Boondocking Basics

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How Long Will RV Batteries Last While Boondocking?

How Long Will RV Batteries Last While Boondocking?


A typical RV battery bank of one to two dual purpose RV/Marine Deep Cycle batteries will generally last about 3/4 of a day of normal use while boondocking. This is also assuming the RV has a single 200-watt solar panel on the roof continuously feeding power back into the battery bank. How long will RV batteries last while boondocking? It really depends on a lot of factors…

how long will rv batteries last while boondocking
Installing new RV batteries

How Long Will RV Batteries Last While Boondocking?

Let’s consider the “typical” RV is set up as follows…

  • One (1) deep cycle RV/Marine 12 volt battery, rated at 100 amp hours (AH)
  • A single 200 watt solar panel mounted to the roof
  • The usual 12 volt RV amenities (ceiling vent fans, water pump, power awning, power tongue jack, lights, USB outlets, furnace, and absorption refrigerator).

Let’s also make the following assumptions…

  • The RV is parked under full sunshine during the summer.
  • There are two adults camping in the RV.
  • Most of the afternoon hours are being spent outdoors.

Under the above scenario, that single deep cycle RV/Marine 12 volt battery, which is a standard feature on most RVs, will provide enough power from sunrise to sundown, and continue providing ample power until the couple goes to sleep.

This is mainly because the 200 watt solar panel on the roof, sitting under full summer sun, is feeding power back into the battery, AND the fact that the couple is spending most of the afternoon outside, and not consuming power inside.

What Causes the Battery to Lose Power Quickly

The reasons why most single battery RVs lose their power so quickly is largely due to excessive power consumption and poor solar panel performance…

  • If the couple chose to spend the entire day inside the RV, using the lights, running the ceiling vent fans, and watching television, their battery will run out of power by the time the sun goes down. This is because their single 200 watt solar panel on the roof is not able to keep up with their power demands. Thus by the time the sun goes down, the battery is already half-dead and just about ready to call it quits for the night.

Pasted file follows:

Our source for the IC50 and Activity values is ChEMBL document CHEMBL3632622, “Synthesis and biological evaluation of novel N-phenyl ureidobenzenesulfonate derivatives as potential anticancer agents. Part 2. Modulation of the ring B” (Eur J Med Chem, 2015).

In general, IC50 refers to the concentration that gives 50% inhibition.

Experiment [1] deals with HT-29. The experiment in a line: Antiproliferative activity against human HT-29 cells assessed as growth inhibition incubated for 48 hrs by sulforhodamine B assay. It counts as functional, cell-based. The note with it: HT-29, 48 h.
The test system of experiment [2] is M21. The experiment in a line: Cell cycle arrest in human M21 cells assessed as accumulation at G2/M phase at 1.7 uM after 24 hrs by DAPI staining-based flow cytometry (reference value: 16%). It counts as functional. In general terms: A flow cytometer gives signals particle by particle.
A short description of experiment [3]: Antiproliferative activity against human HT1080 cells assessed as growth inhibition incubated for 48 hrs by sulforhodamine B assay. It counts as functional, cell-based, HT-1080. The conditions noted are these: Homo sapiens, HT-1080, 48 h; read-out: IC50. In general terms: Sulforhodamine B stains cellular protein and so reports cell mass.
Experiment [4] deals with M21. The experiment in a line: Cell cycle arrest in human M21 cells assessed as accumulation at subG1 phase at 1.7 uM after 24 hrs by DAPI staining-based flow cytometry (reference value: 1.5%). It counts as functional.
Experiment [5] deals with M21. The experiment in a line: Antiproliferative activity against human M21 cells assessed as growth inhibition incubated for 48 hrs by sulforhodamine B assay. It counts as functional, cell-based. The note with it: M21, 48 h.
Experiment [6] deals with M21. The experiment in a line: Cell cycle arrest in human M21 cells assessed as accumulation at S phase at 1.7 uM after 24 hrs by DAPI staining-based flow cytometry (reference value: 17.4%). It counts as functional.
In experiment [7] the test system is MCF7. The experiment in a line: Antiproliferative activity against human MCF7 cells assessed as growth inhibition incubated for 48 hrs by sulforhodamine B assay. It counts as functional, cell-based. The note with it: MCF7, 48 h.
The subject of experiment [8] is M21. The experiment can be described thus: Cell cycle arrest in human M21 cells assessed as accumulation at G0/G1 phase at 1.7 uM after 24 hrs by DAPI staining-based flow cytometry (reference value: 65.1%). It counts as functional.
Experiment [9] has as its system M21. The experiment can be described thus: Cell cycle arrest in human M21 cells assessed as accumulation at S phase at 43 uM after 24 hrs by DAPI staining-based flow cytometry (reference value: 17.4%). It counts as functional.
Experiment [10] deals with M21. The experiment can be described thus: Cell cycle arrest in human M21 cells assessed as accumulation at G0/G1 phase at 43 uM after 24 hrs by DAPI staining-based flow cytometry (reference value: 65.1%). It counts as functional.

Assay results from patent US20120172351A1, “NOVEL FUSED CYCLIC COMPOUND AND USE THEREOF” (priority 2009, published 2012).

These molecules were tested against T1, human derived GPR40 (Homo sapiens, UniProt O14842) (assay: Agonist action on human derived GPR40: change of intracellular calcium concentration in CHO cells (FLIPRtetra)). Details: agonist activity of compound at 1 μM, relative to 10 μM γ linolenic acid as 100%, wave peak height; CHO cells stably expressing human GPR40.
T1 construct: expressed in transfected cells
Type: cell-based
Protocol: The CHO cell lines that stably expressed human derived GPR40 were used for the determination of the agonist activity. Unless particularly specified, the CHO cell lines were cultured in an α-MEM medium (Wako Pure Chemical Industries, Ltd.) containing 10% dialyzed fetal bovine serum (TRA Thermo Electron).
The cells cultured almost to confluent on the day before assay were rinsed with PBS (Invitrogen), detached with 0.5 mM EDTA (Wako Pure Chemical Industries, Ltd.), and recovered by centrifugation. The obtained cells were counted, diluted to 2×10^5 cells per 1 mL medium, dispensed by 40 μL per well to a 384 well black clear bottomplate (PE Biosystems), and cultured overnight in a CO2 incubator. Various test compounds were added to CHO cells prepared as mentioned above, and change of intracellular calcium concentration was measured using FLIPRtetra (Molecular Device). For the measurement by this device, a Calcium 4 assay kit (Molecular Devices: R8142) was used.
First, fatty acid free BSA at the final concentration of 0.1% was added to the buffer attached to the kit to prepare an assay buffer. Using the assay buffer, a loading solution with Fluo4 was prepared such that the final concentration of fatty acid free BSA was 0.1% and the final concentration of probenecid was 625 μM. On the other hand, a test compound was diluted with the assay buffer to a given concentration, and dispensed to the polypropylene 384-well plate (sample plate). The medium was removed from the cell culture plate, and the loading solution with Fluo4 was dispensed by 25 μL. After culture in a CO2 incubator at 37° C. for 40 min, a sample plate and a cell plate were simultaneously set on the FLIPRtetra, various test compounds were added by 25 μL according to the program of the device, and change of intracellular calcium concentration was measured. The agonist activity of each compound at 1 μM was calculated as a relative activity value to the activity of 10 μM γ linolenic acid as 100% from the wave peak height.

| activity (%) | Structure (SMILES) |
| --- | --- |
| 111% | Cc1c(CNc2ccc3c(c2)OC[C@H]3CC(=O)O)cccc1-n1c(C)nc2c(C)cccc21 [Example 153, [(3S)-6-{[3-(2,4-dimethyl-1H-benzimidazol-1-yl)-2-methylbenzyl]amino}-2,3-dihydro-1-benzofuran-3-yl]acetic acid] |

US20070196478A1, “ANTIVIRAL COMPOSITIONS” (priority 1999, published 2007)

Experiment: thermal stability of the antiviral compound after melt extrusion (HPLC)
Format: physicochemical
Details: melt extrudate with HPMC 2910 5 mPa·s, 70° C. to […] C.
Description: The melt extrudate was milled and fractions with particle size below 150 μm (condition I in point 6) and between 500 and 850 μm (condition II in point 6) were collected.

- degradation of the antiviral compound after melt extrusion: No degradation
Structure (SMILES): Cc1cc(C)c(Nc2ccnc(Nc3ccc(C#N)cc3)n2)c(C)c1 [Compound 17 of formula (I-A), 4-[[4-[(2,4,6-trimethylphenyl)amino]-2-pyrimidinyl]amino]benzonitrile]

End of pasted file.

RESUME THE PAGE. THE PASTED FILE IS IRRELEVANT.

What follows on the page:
• If the solar panel is shaded by trees, it won’t be able to send much power into the battery during the day.
  • Running the furnace at night will quickly drain a single RV battery in just a couple of hours. This is because the furnace has a fan that consumes a lot of power in order to push heated air through the RV’s heating ducts. Plus at night, there is no solar power to offset the power draw.

The Trick is to Have Full Batteries for the Evening

As long you have solar panels on the roof, and you’re getting full sun during the day, solar power can usually do a good job of keeping your battery topped off and ready for evening use.

Thus it’s important to spend more time outside during the day so that your panels have time to recharge the battery. If you cannot spend more time outside, then try to minimize power usage by keeping the lights off, not running the ceiling fans, and not running the water faucet.

Recommended Battery and Solar Panel Configurations for RVs

Based on how much power you consume, here are the configurations we recommend for boondocking in an RV…

  • Light Power Userssingle person, or two energy-conscious adults – Install two (2) 12 volt deep cycle RV/Marine batteries at 100 amp hours each. 300-400 watts of solar panels on the roof.
  • Average Power Userstwo adults or family of four – Install four (4) deep cycle RV/Marine batteries at 100 amp hours each, or two (2) 6 volt golf cart batteries at 220 amp hours each. 600-800 watts of solar panels on the roof.
  • Heavy Power Userstwo adults up to family of six – Install three (3) to four (4) 100 amp hour 12 volt lithium batteries. 800 to 1,200 watts of solar panels on the roof.